Power defines its opposition. Power designs the system or culture of socio-political negotiation in its sphere of influence.
The example of colonialism is widely cited: in addition to determining the ways in which it would be fought (you could only fight it on its terms), the contradictions and contestations within the colonial government were reproduced in the groups that sought to challenge it.
At present, it is the NRM (or the politics of President Museveni) that sets in the system in which politics is played in Uganda. Those trying to fight are simply conscripted to this regime of politics.
Let me explain something here: political parties tend to be ideological positions, which are learned and reproduced through successive generations.
They could be taught through community mobilising, community debates, (barazas, and ebimeeza) or discourses at university. At the peak of this ideological maturity, these positions are institutionalised.
Political parties are indicators of advanced political societies with individuals ready to embrace ideological positions they have fully imbibed and appreciated. It could be cultural conservatism (Conservatives), labour movements against exploitation (Labour), or creative and free-thinking anarchism (democrats), etc.
Uganda has seen some political parties true to the definition. Kabaka Yekka (KY) built around the centralisation of Buganda in Ugandan politics, was as real as the Justice Forum (JEEMA) built on the Islamic tradition (that is, Islamic-inspired discourses in fairness and justice).
The point I am labouring here is that these are concrete civilizational ideologies that can attract communities, and order the world. There’s permanence about them. Presently, there are no political parties in Uganda in this traditional sense, but loose coalitions with immediate temporal interests.
Our so-called political parties such as DP, FDC, NRM, UPC are classic examples of political coalitions, assembled in pursuit of a specific political project in specific context. [The claims in their names, are just claims].
They are supposed to be dissolved at the conclusion of their projects. Having no deep civilizational/ideological history, and clearly defined project, they have hung in there like actors who, despite forgetting their lines, refuse to exit the stage.
The National Resistance Movement: The only knot threading members of the NRM together is their access to resources, and control over the tools of violence.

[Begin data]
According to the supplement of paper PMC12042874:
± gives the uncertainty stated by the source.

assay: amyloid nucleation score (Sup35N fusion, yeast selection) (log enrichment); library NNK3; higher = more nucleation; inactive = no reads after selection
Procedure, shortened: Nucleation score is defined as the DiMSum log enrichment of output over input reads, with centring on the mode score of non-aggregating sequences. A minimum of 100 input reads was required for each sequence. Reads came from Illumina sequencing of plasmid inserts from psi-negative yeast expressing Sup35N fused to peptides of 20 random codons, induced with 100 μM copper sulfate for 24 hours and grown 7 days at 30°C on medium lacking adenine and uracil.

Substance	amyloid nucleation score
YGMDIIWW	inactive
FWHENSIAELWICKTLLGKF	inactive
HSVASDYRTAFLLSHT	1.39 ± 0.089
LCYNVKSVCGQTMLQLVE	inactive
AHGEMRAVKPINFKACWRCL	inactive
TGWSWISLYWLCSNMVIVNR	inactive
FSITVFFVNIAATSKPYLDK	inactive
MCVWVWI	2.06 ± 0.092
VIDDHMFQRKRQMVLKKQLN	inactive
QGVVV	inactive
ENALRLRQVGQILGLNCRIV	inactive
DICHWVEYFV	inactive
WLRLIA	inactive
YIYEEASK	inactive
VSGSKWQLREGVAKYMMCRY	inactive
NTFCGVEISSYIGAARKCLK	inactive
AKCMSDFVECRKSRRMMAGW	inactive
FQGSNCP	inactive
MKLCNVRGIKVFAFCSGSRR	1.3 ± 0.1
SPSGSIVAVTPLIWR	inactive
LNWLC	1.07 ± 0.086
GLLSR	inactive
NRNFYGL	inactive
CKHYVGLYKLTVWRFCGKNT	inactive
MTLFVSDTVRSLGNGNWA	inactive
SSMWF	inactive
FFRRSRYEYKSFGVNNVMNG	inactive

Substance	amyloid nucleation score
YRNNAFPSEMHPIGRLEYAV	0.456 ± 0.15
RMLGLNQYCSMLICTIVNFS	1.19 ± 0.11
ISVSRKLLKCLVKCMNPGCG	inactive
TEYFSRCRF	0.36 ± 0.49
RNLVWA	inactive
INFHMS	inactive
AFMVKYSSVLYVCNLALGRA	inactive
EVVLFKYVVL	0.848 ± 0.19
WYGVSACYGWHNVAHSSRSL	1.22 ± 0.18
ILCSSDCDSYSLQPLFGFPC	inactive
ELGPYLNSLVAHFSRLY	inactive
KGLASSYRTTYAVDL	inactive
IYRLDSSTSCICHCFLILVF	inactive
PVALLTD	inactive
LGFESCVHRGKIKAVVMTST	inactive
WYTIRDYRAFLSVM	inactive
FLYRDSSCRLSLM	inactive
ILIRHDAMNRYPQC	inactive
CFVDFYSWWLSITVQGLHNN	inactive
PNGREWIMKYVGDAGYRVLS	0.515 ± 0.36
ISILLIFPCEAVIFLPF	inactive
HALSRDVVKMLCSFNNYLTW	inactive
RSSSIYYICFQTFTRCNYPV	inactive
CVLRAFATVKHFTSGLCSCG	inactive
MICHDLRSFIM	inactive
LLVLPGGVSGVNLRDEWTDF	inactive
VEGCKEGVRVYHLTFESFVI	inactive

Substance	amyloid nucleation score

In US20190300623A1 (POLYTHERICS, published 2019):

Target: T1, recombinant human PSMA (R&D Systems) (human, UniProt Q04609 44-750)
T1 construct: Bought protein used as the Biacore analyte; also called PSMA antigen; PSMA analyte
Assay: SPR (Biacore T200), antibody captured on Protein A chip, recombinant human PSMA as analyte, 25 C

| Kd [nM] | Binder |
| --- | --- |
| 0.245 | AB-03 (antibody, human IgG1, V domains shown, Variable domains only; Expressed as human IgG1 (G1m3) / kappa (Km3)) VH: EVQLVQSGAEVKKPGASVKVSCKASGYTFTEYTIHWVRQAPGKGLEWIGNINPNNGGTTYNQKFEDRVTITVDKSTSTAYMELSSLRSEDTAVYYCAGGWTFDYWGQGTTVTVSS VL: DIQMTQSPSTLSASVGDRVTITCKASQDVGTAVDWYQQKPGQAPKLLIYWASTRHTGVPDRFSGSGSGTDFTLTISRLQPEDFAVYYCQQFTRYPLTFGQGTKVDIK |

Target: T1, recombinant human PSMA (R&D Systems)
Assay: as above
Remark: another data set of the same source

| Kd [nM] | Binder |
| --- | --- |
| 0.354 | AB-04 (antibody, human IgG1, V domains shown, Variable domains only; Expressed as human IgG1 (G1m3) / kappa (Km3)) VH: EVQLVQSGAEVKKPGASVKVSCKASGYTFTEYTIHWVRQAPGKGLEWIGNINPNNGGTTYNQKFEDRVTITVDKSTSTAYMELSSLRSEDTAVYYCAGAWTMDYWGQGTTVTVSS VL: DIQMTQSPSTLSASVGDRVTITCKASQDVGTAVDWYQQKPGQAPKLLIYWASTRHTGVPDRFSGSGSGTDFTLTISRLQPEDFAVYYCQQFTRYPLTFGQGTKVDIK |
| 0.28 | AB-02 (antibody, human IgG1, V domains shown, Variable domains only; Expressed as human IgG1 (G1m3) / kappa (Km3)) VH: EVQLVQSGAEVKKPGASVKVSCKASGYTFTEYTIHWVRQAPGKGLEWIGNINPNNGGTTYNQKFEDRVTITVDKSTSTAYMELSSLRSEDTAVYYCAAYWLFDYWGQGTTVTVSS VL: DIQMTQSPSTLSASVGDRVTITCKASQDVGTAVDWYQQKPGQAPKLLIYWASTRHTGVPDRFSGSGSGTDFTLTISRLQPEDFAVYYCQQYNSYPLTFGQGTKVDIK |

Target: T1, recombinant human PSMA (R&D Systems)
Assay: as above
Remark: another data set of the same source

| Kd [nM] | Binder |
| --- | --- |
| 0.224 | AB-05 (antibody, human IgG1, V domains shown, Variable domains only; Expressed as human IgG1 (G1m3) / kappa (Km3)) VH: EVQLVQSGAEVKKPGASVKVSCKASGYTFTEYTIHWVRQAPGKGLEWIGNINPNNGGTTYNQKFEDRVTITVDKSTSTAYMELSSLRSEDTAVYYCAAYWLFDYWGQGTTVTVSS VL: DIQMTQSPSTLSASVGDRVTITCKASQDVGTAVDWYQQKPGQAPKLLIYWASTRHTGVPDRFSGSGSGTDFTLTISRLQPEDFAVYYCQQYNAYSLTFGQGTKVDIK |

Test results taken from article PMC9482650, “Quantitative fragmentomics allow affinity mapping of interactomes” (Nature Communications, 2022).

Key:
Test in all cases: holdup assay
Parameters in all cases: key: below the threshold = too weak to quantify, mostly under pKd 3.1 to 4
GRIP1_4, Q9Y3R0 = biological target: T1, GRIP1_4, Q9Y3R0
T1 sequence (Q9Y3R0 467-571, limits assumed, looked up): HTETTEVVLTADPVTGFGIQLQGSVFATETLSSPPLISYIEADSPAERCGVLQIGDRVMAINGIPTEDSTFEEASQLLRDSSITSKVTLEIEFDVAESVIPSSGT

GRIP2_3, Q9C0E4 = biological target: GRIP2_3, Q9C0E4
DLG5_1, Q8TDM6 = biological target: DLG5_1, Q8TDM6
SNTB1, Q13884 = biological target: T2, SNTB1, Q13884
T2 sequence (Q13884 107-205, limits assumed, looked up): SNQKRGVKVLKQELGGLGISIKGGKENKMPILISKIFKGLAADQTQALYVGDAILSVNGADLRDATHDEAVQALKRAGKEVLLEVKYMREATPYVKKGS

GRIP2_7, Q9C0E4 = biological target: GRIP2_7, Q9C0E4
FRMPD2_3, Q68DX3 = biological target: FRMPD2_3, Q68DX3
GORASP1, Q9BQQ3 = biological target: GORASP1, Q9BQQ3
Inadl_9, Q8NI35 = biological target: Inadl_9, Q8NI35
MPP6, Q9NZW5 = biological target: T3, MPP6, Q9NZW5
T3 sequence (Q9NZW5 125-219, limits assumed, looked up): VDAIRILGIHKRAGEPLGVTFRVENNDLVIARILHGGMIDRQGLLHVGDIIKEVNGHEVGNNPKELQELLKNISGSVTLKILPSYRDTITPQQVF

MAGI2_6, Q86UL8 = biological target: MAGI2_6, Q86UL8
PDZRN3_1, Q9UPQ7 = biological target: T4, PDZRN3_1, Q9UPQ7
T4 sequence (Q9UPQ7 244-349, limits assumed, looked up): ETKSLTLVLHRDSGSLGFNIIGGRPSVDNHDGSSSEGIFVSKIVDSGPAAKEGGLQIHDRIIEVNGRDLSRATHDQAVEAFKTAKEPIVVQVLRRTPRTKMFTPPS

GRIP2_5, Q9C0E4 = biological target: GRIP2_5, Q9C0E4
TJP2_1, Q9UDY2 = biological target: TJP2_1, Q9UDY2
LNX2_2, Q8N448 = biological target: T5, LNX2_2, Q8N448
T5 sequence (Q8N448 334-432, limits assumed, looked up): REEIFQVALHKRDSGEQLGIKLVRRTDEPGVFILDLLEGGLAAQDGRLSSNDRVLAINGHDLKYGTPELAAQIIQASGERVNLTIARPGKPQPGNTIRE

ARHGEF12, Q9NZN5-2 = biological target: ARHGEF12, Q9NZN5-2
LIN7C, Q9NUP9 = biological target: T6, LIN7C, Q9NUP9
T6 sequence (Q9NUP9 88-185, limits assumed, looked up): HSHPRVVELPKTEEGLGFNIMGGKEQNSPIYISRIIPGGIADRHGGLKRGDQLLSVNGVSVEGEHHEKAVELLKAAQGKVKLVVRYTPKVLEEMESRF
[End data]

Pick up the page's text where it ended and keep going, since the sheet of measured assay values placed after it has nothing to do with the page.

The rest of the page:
If the stampeding of Amama Mbabazi in 2015 onwards, and the endless violence of sole candidacy could teach us anything, it is that, like the others, the NRM is a party terribly lacking in civilizational ideology – to order itself and the world.
If the presence of rebel MPs could tell us anything, it is that deprived of resources, NRM would either disintegrate into oblivion or have the most glamorous fights in the country. Highly likely, they could have the most number of radicalised factions. Simply put, this is the national condition. Indeed, those parties without resources and power are disintegrating, fighting and splitting.
But how did we get here, one may ask. Three items explain this blighted regime of politics: the first is the 2005 amendment in the Parliamentary Elections Act, which required potential contenders in elective positions to resign their [public service] jobs three months to nomination.
Plus three months of campaigns or more, this makes six months together where aspirants are expected to be out of job and surviving on their savings.
Indeed, unless one was a thief, young men and women in their late 20s and 30s who would want to join politics are effectively locked out.
They are challenged to choose between livelihood and politics – and it is natural to settle for livelihood. But was this choice necessary for one interested in serving their countries in decision-making?
Sadly, being that the best brains often end in public service after university, Uganda structurally left politics for the weaker brains (not so? True, they are cunning and street-smart, like most thieves!) These include mostly fellows in the private sectors (clowns and lawyers), unemployed dullards and other idlers. Minus the old hands, these are the cowboys dominating Uganda’s politics 15 years on. And the noise they make is telling.
The second item was the introduction of Interparty Organisation for Dialogue (IPOD), which allocated money to political parties depending on the numerical presence in parliament.
Although this money is pitched, quite rightly, as meant to strengthen multiparty politics in the country, its negative effect – which has become more pronounced nowadays – is that it has turned political parties into platforms for access to resources. Those in charge, and their challengers, have to fight through blood and tears to keep their slots. And fists are flying.
The third, and most dangerous, is the leeway with which our MPs amend their salaries and demand for benefits. After attracting our most accomplished dullards, our august House is an assured highway to wealth.
With an average monthly emolument of 45 million, in addition to vehicle allowance, a sumptuous health insurance package, and millions in per diems, our MP is the most pampered and paid public official. To this end, Uganda’s politics is a life-and-death affair. In fact, fist-fights are the smallest manifestation of this blighted order of things.
The author is a PhD fellow at Makerere Institute of Social Research.